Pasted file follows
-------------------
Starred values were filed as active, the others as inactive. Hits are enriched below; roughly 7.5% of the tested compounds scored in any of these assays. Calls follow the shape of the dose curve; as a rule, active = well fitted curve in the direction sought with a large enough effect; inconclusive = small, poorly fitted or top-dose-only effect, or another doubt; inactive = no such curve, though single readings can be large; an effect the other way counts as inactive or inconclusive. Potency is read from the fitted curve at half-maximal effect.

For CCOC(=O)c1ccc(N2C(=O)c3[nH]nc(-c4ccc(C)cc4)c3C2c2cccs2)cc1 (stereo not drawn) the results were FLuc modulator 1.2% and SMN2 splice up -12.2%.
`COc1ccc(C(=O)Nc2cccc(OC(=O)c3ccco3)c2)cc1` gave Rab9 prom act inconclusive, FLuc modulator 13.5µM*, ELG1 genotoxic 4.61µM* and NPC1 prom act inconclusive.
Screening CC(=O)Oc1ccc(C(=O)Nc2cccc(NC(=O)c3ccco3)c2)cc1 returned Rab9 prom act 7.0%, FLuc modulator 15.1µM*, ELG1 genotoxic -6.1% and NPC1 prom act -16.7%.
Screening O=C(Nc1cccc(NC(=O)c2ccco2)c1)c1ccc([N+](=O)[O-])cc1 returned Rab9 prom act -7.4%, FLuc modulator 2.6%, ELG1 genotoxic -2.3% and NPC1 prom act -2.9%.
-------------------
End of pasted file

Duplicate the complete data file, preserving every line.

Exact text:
Starred values were filed as active, the others as inactive. Hits are enriched below; roughly 7.5% of the tested compounds scored in any of these assays. Calls follow the shape of the dose curve; as a rule, active = well fitted curve in the direction sought with a large enough effect; inconclusive = small, poorly fitted or top-dose-only effect, or another doubt; inactive = no such curve, though single readings can be large; an effect the other way counts as inactive or inconclusive. Potency is read from the fitted curve at half-maximal effect.

For CCOC(=O)c1ccc(N2C(=O)c3[nH]nc(-c4ccc(C)cc4)c3C2c2cccs2)cc1 (stereo not drawn) the results were FLuc modulator 1.2% and SMN2 splice up -12.2%.
`COc1ccc(C(=O)Nc2cccc(OC(=O)c3ccco3)c2)cc1` gave Rab9 prom act inconclusive, FLuc modulator 13.5µM*, ELG1 genotoxic 4.61µM* and NPC1 prom act inconclusive.
Screening CC(=O)Oc1ccc(C(=O)Nc2cccc(NC(=O)c3ccco3)c2)cc1 returned Rab9 prom act 7.0%, FLuc modulator 15.1µM*, ELG1 genotoxic -6.1% and NPC1 prom act -16.7%.
Screening O=C(Nc1cccc(NC(=O)c2ccco2)c1)c1ccc([N+](=O)[O-])cc1 returned Rab9 prom act -7.4%, FLuc modulator 2.6%, ELG1 genotoxic -2.3% and NPC1 prom act -2.9%.